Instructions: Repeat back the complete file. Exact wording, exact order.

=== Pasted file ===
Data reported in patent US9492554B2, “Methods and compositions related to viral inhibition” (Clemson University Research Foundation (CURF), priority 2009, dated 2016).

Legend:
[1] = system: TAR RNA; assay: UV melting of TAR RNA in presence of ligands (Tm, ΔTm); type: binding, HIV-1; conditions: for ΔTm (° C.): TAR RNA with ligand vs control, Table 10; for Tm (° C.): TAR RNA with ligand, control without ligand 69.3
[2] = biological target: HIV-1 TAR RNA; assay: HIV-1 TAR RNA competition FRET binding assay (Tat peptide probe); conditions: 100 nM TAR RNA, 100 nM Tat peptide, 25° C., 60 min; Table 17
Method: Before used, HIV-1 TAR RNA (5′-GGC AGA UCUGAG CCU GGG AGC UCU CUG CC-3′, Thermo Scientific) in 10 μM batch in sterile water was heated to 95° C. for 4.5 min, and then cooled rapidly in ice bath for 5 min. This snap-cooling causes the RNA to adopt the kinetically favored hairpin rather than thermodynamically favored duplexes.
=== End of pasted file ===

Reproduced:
Data reported in patent US9492554B2, “Methods and compositions related to viral inhibition” (Clemson University Research Foundation (CURF), priority 2009, dated 2016).

Legend:
[1] = system: TAR RNA; assay: UV melting of TAR RNA in presence of ligands (Tm, ΔTm); type: binding, HIV-1; conditions: for ΔTm (° C.): TAR RNA with ligand vs control, Table 10; for Tm (° C.): TAR RNA with ligand, control without ligand 69.3
[2] = biological target: HIV-1 TAR RNA; assay: HIV-1 TAR RNA competition FRET binding assay (Tat peptide probe); conditions: 100 nM TAR RNA, 100 nM Tat peptide, 25° C., 60 min; Table 17
Method: Before used, HIV-1 TAR RNA (5′-GGC AGA UCUGAG CCU GGG AGC UCU CUG CC-3′, Thermo Scientific) in 10 μM batch in sterile water was heated to 95° C. for 4.5 min, and then cooled rapidly in ice bath for 5 min. This snap-cooling causes the RNA to adopt the kinetically favored hairpin rather than thermodynamically favored duplexes.